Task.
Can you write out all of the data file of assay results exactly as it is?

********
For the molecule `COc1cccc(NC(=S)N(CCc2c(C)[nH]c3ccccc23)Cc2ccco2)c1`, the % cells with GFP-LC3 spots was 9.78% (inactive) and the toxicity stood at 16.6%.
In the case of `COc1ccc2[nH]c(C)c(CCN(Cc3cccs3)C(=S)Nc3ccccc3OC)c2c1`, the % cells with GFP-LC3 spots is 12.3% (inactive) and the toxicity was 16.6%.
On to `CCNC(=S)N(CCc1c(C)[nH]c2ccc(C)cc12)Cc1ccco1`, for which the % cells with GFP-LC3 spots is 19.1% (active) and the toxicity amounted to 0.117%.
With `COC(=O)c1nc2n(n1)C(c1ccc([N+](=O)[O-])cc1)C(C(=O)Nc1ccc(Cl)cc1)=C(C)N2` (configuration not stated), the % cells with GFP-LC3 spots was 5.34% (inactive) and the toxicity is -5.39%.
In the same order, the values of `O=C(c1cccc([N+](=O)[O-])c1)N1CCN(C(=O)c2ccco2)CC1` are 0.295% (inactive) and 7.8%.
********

For the molecule `COc1cccc(NC(=S)N(CCc2c(C)[nH]c3ccccc23)Cc2ccco2)c1`, the % cells with GFP-LC3 spots was 9.78% (inactive) and the toxicity stood at 16.6%.
In the case of `COc1ccc2[nH]c(C)c(CCN(Cc3cccs3)C(=S)Nc3ccccc3OC)c2c1`, the % cells with GFP-LC3 spots is 12.3% (inactive) and the toxicity was 16.6%.
On to `CCNC(=S)N(CCc1c(C)[nH]c2ccc(C)cc12)Cc1ccco1`, for which the % cells with GFP-LC3 spots is 19.1% (active) and the toxicity amounted to 0.117%.
With `COC(=O)c1nc2n(n1)C(c1ccc([N+](=O)[O-])cc1)C(C(=O)Nc1ccc(Cl)cc1)=C(C)N2` (configuration not stated), the % cells with GFP-LC3 spots was 5.34% (inactive) and the toxicity is -5.39%.
In the same order, the values of `O=C(c1cccc([N+](=O)[O-])c1)N1CCN(C(=O)c2ccco2)CC1` are 0.295% (inactive) and 7.8%.